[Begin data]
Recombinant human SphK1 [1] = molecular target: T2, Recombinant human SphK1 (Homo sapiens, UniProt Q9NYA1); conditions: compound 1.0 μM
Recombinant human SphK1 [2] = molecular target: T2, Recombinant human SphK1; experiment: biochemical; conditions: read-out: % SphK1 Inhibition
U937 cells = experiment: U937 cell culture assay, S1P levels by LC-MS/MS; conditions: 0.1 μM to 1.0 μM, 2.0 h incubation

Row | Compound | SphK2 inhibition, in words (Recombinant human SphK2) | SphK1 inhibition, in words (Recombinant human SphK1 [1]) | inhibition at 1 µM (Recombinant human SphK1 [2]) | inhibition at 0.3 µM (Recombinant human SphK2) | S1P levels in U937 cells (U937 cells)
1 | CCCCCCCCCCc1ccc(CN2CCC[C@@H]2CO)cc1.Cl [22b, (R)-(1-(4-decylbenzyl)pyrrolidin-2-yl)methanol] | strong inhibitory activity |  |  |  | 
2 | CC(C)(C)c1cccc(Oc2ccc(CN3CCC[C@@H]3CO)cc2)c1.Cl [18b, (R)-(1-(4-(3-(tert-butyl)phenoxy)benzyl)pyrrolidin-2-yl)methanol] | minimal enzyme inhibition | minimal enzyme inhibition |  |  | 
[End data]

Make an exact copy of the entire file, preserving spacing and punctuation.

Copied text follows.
Recombinant human SphK1 [1] = molecular target: T2, Recombinant human SphK1 (Homo sapiens, UniProt Q9NYA1); conditions: compound 1.0 μM
Recombinant human SphK1 [2] = molecular target: T2, Recombinant human SphK1; experiment: biochemical; conditions: read-out: % SphK1 Inhibition
U937 cells = experiment: U937 cell culture assay, S1P levels by LC-MS/MS; conditions: 0.1 μM to 1.0 μM, 2.0 h incubation

Row | Compound | SphK2 inhibition, in words (Recombinant human SphK2) | SphK1 inhibition, in words (Recombinant human SphK1 [1]) | inhibition at 1 µM (Recombinant human SphK1 [2]) | inhibition at 0.3 µM (Recombinant human SphK2) | S1P levels in U937 cells (U937 cells)
1 | CCCCCCCCCCc1ccc(CN2CCC[C@@H]2CO)cc1.Cl [22b, (R)-(1-(4-decylbenzyl)pyrrolidin-2-yl)methanol] | strong inhibitory activity |  |  |  | 
2 | CC(C)(C)c1cccc(Oc2ccc(CN3CCC[C@@H]3CO)cc2)c1.Cl [18b, (R)-(1-(4-(3-(tert-butyl)phenoxy)benzyl)pyrrolidin-2-yl)methanol] | minimal enzyme inhibition | minimal enzyme inhibition |  |  | 